Cloud and Load Balancer Integrations

Load Balancing with NGINX and Consul Template

This guide describes how to use Consul and Consul template to automatically update an NGINX configuration file with the latest list of backend servers using Consul's service discovery.

While following this guide you will:

  • Register an example service with Consul
  • Configure Consul template
  • Create an NGINX load balancer configuration template
  • Run Consul template
  • Scale your servers
  • Test Consul's health checks

Once you have completed this guide you will end up with an architecture like the one diagramed below. NGINX will get a list of healthy servers from Consul service discovery via Consul template and will balance internet traffic to those servers according to its own configuration.

NGINX and Consul template architecture

Prerequisites

To complete this guide you will need:

  • A running Consul datacenter

  • A number of application servers registered to Consul service discovery with a Consul client agent running on the server (We assume a standard web server listening on HTTP port 80 in the following examples)

  • A running instance of NGINX with a Consul client agent running on the server

  • Consul template installed. You can download it from our release page by running the following command.

    $ wget https://releases.hashicorp.com/consul-template/0.20.0/consul-template_0.20.0_linux_amd64.zip
    $ unzip consul-template_0.20.0_linux_amd64.zip
    

Register your Web Servers to Consul

If you haven't already registered your web servers in Consul Service Registry create a service definition for your web service in Consul's config directory /etc/consul.d/ named web-service.json with the following content.

{
  "service": {
    "Name": "web",
    "Port": 80,
    "check": {
      "args": ["curl", "localhost"],
      "interval": "3s"
    }
  }
}

Reload the local Consul agent to read the new service definition.

$ consul reload

After registering the service it will appear in Consul's Service Registry.

Healthy web service

After repeating the registration step for all your web server instances, all instances will appear in the instances view of the "web" service.

Configure Consul template

A Consul template configuration file will specify which input template to use, which output file to generate, and which command will reload Consul template's target application (NGINX in this tutorial) with its new configuration.

Create a configuration file called consul-template-config.hcl with the following content.

consul {
address = "localhost:8500"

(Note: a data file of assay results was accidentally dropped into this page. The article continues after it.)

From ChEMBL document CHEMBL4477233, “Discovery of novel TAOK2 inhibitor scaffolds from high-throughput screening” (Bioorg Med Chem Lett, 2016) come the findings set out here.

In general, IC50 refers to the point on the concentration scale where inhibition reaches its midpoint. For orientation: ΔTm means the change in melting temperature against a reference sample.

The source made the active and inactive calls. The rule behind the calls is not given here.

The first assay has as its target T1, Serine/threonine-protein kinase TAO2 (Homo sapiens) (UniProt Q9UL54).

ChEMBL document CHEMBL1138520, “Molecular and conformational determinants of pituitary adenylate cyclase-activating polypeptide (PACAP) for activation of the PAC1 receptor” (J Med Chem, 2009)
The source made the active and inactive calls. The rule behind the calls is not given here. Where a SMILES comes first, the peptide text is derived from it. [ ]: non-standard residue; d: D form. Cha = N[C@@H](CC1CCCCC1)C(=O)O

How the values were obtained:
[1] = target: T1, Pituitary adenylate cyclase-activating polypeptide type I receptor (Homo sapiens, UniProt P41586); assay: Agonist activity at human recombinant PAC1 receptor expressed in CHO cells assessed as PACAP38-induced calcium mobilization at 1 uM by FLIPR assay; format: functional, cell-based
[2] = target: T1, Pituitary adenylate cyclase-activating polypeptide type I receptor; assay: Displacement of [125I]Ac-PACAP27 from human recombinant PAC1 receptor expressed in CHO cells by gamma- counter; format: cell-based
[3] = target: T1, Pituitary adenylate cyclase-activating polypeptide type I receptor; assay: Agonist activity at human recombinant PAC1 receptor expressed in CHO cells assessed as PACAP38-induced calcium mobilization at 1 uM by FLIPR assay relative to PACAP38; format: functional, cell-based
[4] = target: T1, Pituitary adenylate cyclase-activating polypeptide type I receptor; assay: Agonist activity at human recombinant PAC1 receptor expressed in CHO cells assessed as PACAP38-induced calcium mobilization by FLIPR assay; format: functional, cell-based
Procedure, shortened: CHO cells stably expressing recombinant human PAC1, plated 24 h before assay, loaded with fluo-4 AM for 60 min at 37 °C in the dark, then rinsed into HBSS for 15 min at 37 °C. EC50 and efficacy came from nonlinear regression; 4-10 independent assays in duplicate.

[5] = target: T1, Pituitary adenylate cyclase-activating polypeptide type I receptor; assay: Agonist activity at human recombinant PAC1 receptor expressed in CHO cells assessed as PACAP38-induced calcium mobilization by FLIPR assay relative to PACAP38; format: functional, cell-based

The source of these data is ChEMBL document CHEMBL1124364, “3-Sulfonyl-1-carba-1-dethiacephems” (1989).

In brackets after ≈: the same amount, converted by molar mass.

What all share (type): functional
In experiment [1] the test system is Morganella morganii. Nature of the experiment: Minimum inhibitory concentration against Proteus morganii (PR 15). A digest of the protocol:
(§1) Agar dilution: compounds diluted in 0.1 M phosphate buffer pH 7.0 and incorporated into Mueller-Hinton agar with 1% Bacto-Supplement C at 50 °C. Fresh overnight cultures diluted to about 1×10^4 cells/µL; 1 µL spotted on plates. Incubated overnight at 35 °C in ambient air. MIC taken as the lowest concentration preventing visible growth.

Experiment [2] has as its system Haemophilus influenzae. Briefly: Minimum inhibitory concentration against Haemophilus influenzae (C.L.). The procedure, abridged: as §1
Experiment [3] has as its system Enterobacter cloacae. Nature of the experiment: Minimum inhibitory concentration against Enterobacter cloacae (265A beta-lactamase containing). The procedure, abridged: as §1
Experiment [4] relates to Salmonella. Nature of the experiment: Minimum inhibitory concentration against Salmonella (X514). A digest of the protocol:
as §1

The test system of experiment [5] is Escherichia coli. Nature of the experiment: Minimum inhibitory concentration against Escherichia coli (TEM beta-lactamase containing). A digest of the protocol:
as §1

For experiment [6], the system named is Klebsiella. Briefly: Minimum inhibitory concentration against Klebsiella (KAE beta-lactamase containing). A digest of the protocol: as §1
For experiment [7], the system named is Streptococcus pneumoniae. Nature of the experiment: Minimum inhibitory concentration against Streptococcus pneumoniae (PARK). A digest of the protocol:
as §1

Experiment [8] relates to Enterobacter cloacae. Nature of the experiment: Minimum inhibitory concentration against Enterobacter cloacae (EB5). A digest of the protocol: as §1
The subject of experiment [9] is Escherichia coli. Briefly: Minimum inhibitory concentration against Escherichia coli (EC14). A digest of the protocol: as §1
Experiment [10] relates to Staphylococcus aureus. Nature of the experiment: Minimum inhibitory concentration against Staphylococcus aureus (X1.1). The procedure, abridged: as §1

retry {
enabled = true
attempts = 12
backoff = "250ms"

}
template {
source      = "/etc/nginx/conf.d/load-balancer.conf.ctmpl"
destination = "/etc/nginx/conf.d/load-balancer.conf"
perms = 0600
command = "service nginx reload"
}

The consul stanza tells consul-template, where to find the Consul API, which is located on localhost, as we are running a Consul client agent on the same node as our NGINX instance.

The template stanza tells Consul template:

  • Where the source (input) template file will be located, in this case /etc/nginx/conf.d/load-balancer.conf.ctmpl

  • Where the destination (output) file should be located, in this case /etc/nginx/conf.d/load-balancer.conf. (This is a default path that NGINX uses to read its configuration. You will either use it or /usr/local/nginx/conf/ depending on your NGINX distribution.)

  • Which permissions the destination file needs

  • Which command to run after rendering the destination file. In this case, service nginx reload will trigger NGINX to reload its configuration

For all available configuration options for Consul template, please see the GitHub repo.

Create an input template

Now you will create the basic NGINX Load Balancer configuration template which Consul template will use to render the final load-balancer.conf for your NGINX load balancer instance.

Create a template file called load-balancer.conf.ctmpl in the location you specified as a source (in this example, /etc/nginx/conf.d/) with the following content:

upstream backend {
{{ range service "web" }}
  server {{ .Address }}:{{ .Port }};
{{ end }}
}

server {
   listen 80;

   location / {
      proxy_pass http://backend;
   }
}

Instead of explicitly putting your backend server IP addresses directly in the load balancer configuration file, you will use Consul template's templating language to specify some variables in this file, which will automatically fetch the final values from Consul's Service Registry and render the final load balancer configuration file.

Specifically, the below snippet from the above template file tells Consul template to query Consul's Service Registry for all healthy nodes of the "web" service in the current data center, and put the IP addresses and service ports of those endpoints in the generated output configuration file.

{{ range service "web" }}
  server {{ .Address }}:{{ .Port }};
{{ end }}

For all available options on how to build template files for use with Consul template, please see the GitHub repo.